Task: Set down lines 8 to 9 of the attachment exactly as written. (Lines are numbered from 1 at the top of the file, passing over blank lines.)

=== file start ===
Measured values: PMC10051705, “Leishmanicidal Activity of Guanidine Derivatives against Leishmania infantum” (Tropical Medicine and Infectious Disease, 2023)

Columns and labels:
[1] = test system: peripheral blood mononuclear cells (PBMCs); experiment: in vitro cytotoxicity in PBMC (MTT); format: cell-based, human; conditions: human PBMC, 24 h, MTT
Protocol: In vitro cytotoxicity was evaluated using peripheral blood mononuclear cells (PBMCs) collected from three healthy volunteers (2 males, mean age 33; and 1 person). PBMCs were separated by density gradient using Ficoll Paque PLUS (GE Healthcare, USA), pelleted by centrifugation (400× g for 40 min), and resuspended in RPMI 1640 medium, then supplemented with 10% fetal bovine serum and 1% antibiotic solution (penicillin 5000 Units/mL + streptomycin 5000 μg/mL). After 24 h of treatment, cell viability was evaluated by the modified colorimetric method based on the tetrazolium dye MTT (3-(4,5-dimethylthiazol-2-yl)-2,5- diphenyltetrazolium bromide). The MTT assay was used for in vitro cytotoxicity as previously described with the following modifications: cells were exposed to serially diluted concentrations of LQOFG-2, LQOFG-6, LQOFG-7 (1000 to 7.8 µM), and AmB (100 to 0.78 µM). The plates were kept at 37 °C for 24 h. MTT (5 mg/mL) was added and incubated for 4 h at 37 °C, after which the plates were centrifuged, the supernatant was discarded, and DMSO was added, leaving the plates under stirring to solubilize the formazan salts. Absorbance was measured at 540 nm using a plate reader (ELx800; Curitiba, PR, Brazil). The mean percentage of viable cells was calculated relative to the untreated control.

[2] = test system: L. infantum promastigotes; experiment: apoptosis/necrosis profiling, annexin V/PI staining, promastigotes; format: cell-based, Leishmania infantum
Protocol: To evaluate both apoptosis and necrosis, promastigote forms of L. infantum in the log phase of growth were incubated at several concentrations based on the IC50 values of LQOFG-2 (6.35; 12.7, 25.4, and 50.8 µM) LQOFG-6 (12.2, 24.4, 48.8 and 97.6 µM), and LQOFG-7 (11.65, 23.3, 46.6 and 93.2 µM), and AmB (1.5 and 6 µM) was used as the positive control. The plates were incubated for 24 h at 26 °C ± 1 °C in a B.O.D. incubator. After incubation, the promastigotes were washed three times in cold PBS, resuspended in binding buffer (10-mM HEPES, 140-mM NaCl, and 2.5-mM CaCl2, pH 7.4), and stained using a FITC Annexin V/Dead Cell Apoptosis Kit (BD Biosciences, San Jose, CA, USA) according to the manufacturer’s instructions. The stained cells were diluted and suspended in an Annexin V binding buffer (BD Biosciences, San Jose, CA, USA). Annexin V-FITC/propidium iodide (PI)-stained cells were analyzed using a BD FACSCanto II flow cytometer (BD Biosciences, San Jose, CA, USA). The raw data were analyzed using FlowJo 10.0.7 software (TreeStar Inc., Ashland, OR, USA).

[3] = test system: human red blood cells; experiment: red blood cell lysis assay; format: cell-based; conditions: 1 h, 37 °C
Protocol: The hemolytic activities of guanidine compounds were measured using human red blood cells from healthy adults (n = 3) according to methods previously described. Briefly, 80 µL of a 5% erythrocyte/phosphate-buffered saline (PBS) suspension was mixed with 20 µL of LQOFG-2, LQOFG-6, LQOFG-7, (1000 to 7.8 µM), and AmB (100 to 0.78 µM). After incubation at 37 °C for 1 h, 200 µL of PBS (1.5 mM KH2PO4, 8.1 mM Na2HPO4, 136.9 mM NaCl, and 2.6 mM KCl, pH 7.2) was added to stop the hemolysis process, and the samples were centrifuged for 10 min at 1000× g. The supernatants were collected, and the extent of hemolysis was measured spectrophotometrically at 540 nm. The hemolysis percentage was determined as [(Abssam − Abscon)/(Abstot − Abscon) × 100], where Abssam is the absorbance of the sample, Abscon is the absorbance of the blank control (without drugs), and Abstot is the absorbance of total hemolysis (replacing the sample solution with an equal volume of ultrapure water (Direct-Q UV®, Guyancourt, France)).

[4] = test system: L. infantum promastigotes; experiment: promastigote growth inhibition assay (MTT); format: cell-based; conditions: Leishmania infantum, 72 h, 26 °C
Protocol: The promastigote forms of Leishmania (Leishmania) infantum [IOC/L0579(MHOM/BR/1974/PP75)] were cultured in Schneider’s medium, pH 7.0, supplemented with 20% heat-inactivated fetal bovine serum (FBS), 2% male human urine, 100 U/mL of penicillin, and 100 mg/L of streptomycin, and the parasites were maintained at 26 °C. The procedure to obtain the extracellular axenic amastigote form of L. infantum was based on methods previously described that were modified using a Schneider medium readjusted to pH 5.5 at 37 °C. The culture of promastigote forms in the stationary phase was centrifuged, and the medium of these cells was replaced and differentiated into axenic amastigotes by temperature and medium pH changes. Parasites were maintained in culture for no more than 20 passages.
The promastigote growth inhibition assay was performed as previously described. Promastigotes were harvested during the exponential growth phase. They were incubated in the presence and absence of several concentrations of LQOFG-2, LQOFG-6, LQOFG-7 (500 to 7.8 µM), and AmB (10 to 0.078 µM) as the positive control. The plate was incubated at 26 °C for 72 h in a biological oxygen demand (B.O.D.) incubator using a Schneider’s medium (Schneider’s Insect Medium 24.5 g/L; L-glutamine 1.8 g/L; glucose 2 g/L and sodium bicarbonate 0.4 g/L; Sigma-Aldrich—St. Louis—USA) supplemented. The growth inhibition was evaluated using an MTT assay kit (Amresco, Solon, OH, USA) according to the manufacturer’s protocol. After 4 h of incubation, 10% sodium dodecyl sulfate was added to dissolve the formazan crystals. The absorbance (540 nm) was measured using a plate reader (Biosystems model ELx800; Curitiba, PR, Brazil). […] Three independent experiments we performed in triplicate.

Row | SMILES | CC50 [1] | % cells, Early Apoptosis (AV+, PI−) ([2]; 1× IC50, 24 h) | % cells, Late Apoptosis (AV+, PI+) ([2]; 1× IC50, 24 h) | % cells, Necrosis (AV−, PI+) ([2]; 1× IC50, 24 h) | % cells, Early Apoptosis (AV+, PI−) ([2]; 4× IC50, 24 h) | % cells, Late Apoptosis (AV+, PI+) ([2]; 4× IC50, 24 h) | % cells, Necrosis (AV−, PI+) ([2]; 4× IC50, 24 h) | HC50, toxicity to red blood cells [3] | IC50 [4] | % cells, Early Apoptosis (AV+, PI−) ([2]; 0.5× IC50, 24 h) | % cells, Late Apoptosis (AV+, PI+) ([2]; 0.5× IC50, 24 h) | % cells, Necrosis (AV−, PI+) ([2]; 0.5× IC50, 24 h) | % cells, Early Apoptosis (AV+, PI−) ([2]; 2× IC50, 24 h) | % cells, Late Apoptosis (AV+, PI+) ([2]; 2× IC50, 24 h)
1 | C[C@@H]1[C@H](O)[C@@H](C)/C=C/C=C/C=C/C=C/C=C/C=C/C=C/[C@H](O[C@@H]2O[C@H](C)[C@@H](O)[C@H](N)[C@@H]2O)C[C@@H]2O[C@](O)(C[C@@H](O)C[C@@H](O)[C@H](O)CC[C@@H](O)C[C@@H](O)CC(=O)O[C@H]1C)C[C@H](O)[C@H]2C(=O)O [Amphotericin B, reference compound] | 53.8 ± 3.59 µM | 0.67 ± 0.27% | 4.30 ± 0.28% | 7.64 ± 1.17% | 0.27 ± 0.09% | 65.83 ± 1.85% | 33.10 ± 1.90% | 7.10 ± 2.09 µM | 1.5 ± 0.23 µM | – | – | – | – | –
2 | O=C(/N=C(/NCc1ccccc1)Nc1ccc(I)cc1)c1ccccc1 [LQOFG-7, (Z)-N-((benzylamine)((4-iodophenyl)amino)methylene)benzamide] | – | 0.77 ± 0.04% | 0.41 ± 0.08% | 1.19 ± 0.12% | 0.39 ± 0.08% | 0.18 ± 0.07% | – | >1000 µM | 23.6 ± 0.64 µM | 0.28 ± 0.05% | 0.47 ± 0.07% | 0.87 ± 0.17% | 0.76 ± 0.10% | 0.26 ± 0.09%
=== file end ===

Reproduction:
Protocol: The hemolytic activities of guanidine compounds were measured using human red blood cells from healthy adults (n = 3) according to methods previously described. Briefly, 80 µL of a 5% erythrocyte/phosphate-buffered saline (PBS) suspension was mixed with 20 µL of LQOFG-2, LQOFG-6, LQOFG-7, (1000 to 7.8 µM), and AmB (100 to 0.78 µM). After incubation at 37 °C for 1 h, 200 µL of PBS (1.5 mM KH2PO4, 8.1 mM Na2HPO4, 136.9 mM NaCl, and 2.6 mM KCl, pH 7.2) was added to stop the hemolysis process, and the samples were centrifuged for 10 min at 1000× g. The supernatants were collected, and the extent of hemolysis was measured spectrophotometrically at 540 nm. The hemolysis percentage was determined as [(Abssam − Abscon)/(Abstot − Abscon) × 100], where Abssam is the absorbance of the sample, Abscon is the absorbance of the blank control (without drugs), and Abstot is the absorbance of total hemolysis (replacing the sample solution with an equal volume of ultrapure water (Direct-Q UV®, Guyancourt, France)).

[4] = test system: L. infantum promastigotes; experiment: promastigote growth inhibition assay (MTT); format: cell-based; conditions: Leishmania infantum, 72 h, 26 °C